It is quite possible that that someone you know discovered the sport of canyoneering. With the explosion of popularity over the last few years, more people are discovering the sport. Canyoneering demands a different type of gear than most other outdoor adventures. It does have some crossover with climbing and hiking, but there are more companies designing specialized gear for the sport. The equipment needs to be durable, easy to use, and work in a variety of conditions. It can be tricky to find the right gift idea for them, especially if you don't really understand what the sport entails. Here are some ideas to help make the gift giving process a little easier.
$15 and Below-
- Tubular Webbing- When canyoneering we burn through a lot of tubular webbing (typically 1"). The webbing is used to build anchors and is often left behind. Tubular webbing is cheap but adds up over time and getting large quantities of it makes a very practical gift. The webbing comes in a variety of colors but most prefer a neutral color that blends in well with the surrounding landscape.
- Black Diamond Rocklock Screwgate Carabiner- Canyons are tough on gear, there is no doubt about it. The rock and sand seem to wear out equipment at a rapid pace. The hard goods we use tend to wear out exceptionally fast and replacements are often needed. The Black Diamond Rocklock carabiner is an excellent piece and a great price point. The biner works well, is durable and can be used for other sports also (backpacking, climbing, etc.).
- Whistle- Canyons can be incredibly noisy places to be. The combination of flowing water and not being able to see team members between rappels, can make communication difficult or impossible. The whistle is often used to communicate to other canyoneers. Additionally a whistle is an important piece of rescue equipment, that can be heard much farther then the voice will carry.
- FireStarter- Nobody wants to get stranded in a canyon overnight. Sometimes this is unavoidable and it requires you to build to a fire for warmth. Matches and lighters are great but they have their flaws, especially when getting soaked. The better option is to use a fire striker. Allowing for 1500 plus strikes in a lightweight package makes this an ideal option. The added perk is that firestarters work even when wet, ensuring that you can create a fire in all conditions. This is another crossover item and is important for anyone traveling into the backcountry to have.
$35 and Below-
- Imlay Canyon Gear Dry Keg- Keeping gear dry in a canyon is difficult. Keeping gear dry and preventing it from suffering damage when tossing packs, is very difficult. Imlay Canyon Gear Kegs solve this by providing a water tight container that can handle the abuse of canyoneering. Tossing the pack or lowering down a 100 foot drop is no issue. Gear stuffed inside will stay dry and safe. The kegs come in two sizes and are lightweight.
- Guidebooks- Depending on where your canyoneer likes to go there are guide books for most popular areas. Two notable authors to the Southwest canyoneering scene are Todd Martin and Tom Jones. Both books provide a wealth of information that can inspire trips and make sure that they return safely.
- Imlay Canyon Gear Pot Shot Bag- Pot holes happen. But in canyoneering they can pose a difficult obstacle, especially without the proper gear. The Pot Shot bag is designed to be filled with sand and tossed across the pot hole, allowing for safe exit out the other side. The bag is designed to take a beating and can be used as a rope bag for short rappels.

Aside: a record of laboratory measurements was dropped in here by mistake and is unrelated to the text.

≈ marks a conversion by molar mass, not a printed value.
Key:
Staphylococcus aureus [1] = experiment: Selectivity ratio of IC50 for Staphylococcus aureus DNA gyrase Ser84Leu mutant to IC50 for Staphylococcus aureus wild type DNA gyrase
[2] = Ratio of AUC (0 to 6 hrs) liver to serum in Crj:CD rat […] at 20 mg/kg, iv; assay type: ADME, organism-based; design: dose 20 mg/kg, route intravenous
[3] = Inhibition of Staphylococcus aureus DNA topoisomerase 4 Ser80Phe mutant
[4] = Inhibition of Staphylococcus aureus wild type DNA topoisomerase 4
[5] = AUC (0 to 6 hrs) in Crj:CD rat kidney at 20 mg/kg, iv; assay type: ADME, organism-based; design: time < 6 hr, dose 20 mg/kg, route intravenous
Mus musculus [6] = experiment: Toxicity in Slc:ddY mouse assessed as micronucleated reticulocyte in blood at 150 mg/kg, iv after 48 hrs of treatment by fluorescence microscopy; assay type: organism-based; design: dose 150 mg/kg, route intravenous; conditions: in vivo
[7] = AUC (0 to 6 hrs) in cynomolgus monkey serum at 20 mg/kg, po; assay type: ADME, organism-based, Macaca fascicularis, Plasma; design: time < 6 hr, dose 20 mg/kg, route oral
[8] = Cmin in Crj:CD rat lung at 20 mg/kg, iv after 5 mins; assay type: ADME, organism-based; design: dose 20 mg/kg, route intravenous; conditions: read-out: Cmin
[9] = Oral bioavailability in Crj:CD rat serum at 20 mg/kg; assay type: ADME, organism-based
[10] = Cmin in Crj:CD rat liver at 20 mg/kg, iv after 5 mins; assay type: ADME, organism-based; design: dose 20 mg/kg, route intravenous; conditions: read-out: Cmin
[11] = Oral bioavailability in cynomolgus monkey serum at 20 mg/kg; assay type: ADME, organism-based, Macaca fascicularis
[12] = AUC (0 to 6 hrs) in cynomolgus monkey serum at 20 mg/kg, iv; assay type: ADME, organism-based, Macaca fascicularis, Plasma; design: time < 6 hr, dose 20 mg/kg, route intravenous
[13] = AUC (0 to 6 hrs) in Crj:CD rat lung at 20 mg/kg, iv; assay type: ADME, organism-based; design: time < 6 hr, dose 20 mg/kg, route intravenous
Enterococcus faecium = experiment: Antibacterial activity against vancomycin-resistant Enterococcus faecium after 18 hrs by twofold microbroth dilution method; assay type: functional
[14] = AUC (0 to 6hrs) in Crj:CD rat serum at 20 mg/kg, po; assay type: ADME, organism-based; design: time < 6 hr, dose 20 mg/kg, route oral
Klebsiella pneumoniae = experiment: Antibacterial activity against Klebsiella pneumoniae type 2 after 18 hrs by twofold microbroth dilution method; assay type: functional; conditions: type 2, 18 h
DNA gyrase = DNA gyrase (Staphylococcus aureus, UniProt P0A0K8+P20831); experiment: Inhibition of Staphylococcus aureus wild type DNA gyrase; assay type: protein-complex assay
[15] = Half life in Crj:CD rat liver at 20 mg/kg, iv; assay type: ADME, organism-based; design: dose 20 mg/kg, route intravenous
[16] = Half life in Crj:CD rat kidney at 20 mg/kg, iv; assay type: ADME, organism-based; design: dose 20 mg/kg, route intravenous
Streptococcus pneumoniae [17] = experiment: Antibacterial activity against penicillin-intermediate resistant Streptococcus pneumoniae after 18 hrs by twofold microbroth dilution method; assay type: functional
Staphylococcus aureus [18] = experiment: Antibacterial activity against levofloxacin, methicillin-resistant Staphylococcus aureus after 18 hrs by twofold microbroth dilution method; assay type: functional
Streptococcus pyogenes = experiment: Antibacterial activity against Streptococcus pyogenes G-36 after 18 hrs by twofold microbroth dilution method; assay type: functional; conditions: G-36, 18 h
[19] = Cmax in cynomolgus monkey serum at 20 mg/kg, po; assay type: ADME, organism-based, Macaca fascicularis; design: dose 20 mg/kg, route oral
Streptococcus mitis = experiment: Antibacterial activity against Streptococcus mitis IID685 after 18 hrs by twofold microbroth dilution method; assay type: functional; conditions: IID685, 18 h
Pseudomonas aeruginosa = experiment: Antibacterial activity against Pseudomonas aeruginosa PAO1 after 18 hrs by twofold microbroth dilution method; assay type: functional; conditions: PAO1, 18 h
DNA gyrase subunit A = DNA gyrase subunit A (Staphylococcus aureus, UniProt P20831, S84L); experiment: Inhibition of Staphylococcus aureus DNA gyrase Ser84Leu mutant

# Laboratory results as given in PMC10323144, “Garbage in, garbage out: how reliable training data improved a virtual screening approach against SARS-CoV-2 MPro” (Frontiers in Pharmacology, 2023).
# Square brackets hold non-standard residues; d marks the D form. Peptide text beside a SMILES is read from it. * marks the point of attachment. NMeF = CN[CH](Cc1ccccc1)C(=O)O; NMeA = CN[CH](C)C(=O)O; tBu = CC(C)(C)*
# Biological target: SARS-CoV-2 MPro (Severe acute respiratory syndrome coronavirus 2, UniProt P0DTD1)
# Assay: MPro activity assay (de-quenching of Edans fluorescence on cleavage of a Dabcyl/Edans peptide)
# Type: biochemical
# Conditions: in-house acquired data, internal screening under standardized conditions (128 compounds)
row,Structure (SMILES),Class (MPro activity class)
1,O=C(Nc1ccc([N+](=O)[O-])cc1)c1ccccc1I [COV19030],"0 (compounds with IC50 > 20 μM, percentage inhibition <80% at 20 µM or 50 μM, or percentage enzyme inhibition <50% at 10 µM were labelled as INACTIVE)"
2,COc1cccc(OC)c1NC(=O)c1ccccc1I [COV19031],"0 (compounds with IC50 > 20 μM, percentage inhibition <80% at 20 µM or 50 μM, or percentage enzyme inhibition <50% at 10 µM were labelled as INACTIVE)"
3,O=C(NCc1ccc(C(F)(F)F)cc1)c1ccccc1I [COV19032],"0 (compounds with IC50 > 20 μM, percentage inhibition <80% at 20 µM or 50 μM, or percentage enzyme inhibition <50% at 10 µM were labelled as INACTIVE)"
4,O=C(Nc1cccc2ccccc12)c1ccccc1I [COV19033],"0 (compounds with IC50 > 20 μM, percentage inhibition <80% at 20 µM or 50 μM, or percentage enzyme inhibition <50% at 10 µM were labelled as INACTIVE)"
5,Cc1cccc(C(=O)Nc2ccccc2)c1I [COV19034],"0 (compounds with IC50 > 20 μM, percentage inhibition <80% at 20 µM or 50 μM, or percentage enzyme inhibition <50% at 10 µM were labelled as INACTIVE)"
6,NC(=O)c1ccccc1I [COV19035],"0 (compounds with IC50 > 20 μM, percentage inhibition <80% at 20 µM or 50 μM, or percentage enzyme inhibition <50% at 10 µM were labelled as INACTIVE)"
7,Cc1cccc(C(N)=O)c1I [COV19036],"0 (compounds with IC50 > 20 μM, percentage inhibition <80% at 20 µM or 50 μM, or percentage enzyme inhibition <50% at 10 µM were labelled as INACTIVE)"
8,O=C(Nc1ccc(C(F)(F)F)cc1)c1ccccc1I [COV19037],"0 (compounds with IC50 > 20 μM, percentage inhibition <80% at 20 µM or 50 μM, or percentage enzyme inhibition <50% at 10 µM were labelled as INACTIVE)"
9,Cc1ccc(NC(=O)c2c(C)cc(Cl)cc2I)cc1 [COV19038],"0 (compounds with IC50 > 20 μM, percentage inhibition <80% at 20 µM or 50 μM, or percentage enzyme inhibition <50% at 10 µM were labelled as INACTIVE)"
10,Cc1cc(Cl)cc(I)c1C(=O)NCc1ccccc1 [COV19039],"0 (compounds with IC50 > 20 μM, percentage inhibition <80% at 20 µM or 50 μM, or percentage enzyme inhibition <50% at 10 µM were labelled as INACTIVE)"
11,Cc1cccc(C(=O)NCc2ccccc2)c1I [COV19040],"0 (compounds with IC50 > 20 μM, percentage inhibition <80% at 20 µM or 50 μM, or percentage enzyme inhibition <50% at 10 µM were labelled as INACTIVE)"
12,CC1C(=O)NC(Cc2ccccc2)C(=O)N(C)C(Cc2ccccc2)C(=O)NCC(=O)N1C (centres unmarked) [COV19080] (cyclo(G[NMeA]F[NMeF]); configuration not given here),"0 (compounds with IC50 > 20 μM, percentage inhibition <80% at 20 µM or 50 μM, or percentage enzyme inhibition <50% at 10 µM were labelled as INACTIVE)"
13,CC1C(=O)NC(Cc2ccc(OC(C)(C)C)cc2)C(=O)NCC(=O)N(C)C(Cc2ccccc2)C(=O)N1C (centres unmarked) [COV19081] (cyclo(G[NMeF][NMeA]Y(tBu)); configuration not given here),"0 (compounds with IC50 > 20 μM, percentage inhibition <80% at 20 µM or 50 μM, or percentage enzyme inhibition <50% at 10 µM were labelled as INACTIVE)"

- NRS Co-Pilot Knife- This knife was designed for those in watersports, but makes an excellent canyoneering knife. The quick release sheath that locks the knife in place. This means that it can not accidentally fall out unless the k=locking mechanism is engaged from both sides. The blade has a blunt tip, rope cutter, and has both a serrated and straight blade. The back side of the blade is dull allowing it to be used as a screw driver. The handle has a bottle opener, oxygen tank wrench and a glass breaker. The knife is tough and has a decent pricepoint.
$50 and Above-
- Imlay Packs- Imlay Canyon Gear makes a series of tough, canyon resistant packs that eject water quickly. The packs are made of heavy duty, abrasion resistant materials and are specifically designed for canyon use. Depending on the type of trips your canyoneer takes, they make the perfect pack size for them. Get your hands on these early, as they tend to sell out fast.
- Sterling ATS Rappel Device- There are quite a few options on the market for rappel devices, but few as easy and versatile as the ATS. Sterling designed the device specifically for canyon use and it shows. The device displaces heat well, and can be disconnected from the rope without removing it from the harness. This ensures that you don't drop the device in the pool you are swimming in. Horns on both sides allow for friction to be added easily and also allow it to be tied off with ease.
- C-IV Canyoneering Rope- If you are going to go all in, then go all in. The best canyoneering rope on the market is made by Sterling. The rope is build to endure the abuse of the canyons, yet still be easy to work with. It may be pricy, but your canyoneer will thank you. Typical lengths for canyoneering are 50' 100' or 200'.
- Canyoneering Course- Regardless of how good your canyoneer thinks they are, they probably can stand to learn something. There are excellent canyoneering courses available that go over safety, anchor building, technique, etc. Most courses take people out into the field and allow them to get hands on experience. If you want you canyoneer to stay safe, there is no better way then to take a course with an accredited instructor. Info on training can be found here.